6. Ensure the integrity of the physical containment (e.g., biological safety cabinets) and the biological containment (e.g., purity and genotypic and phenotypic characteristics). Investigate and report any significant problems pertaining to the operation and implementation of containment practices and procedures in writing to the Biological Safety Officer.
  7. Make available to all laboratory staff the protocols that describe the potential biohazards and the precautions to be taken.
  8. Ensure that laboratory personnel receive appropriate training regarding their duties, the practices and techniques required to ensure safety, and the necessary precautions to prevent exposures and deal with accidents. Supervise the safety performance of the laboratory staff to ensure that the required safety practices and techniques are employed. Correct work errors and conditions that may result in the release of recombinant or synthetic nucleic acid molecule materials or infectious agents.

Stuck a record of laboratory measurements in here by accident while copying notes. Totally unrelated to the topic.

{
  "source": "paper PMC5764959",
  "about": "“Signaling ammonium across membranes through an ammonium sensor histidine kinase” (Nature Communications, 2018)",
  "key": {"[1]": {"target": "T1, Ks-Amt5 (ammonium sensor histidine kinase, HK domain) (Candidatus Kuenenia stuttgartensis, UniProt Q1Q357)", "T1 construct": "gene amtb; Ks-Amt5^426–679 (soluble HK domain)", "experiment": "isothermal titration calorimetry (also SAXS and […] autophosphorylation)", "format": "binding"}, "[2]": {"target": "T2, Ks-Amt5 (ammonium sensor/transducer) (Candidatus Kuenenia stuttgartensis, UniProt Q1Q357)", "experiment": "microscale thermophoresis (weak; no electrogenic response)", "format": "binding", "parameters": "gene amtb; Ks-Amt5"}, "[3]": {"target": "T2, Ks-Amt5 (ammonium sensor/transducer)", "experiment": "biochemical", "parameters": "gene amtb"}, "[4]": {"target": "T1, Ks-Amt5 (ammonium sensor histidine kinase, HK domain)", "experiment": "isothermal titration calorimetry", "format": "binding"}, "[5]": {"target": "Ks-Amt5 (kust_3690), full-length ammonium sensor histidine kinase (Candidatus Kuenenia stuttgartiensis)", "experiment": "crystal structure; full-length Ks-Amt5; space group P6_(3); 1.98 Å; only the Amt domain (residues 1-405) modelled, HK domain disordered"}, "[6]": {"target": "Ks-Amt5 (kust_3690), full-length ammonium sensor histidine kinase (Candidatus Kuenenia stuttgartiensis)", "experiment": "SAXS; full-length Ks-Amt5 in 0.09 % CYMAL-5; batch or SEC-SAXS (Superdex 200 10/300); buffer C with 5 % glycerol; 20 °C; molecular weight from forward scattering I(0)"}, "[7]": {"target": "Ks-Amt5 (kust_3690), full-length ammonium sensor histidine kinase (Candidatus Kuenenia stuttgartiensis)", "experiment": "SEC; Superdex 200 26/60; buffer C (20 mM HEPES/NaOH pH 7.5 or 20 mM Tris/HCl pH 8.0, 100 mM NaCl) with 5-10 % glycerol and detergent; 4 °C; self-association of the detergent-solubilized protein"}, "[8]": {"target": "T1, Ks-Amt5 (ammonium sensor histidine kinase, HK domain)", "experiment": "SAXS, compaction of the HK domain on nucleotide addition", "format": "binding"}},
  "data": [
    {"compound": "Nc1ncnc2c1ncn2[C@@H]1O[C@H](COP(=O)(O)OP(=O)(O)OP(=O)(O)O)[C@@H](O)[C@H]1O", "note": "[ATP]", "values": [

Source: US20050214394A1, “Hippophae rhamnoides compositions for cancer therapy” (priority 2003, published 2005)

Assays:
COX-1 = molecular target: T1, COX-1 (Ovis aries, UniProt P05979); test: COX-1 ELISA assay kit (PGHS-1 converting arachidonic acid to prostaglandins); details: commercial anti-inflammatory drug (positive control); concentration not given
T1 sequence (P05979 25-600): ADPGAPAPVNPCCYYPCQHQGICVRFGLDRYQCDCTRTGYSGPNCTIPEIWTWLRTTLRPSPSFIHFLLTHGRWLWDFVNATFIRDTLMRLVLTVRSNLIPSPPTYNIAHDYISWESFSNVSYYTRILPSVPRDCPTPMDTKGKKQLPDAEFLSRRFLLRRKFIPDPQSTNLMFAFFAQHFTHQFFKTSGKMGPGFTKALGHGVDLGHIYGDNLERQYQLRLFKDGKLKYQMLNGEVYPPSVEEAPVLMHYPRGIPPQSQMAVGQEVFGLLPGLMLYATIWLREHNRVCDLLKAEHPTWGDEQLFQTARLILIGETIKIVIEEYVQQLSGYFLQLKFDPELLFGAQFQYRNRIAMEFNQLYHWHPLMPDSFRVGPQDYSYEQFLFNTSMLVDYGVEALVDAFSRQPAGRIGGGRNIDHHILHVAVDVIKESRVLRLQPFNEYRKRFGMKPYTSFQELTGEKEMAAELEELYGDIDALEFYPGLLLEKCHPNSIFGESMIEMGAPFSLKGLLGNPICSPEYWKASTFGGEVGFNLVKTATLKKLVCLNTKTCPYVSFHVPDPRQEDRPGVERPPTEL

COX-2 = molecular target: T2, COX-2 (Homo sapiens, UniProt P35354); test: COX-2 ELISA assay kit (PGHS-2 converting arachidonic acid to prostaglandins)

The responsibility statements can be found in the BUA authorization, step 14 BUA submittal. Check the “I agree” radio button and the “Submit” button. 

4. Complete Biosafety Training Online

All personnel handling Investigational New Drugs which contain recombinant or synthetic nucleic acids are required to take an EH&S online training course Clinical Use of Recombinant DNA. This would include cells transfected off-site. This training must be completed prior to start of work with the agent and before IBC approval.

5. IBC Review Process